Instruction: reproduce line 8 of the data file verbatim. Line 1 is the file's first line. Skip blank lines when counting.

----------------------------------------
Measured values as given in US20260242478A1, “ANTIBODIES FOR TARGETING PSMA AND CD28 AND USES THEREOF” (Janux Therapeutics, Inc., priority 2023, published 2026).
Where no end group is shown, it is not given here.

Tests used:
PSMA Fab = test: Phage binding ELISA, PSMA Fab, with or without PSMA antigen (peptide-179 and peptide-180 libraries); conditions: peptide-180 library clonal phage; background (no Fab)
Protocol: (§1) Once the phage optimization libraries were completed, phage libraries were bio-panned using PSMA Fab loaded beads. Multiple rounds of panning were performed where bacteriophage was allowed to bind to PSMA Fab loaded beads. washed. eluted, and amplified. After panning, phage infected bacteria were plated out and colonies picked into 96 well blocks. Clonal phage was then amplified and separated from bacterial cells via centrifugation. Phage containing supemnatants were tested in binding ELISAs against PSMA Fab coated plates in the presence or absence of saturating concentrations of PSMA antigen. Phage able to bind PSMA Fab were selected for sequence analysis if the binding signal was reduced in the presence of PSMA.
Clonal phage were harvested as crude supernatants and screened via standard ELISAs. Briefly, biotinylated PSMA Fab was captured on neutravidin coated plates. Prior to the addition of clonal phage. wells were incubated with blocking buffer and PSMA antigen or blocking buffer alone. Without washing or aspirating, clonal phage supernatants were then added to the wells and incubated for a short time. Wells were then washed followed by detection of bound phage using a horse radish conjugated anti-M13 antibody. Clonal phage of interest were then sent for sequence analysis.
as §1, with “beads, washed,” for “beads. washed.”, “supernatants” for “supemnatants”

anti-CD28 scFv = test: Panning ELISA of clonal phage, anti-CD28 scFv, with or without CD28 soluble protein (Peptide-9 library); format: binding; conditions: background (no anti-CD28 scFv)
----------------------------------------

anti-CD28 scFv = test: Panning ELISA of clonal phage, anti-CD28 scFv, with or without CD28 soluble protein (Peptide-9 library); format: binding; conditions: background (no anti-CD28 scFv)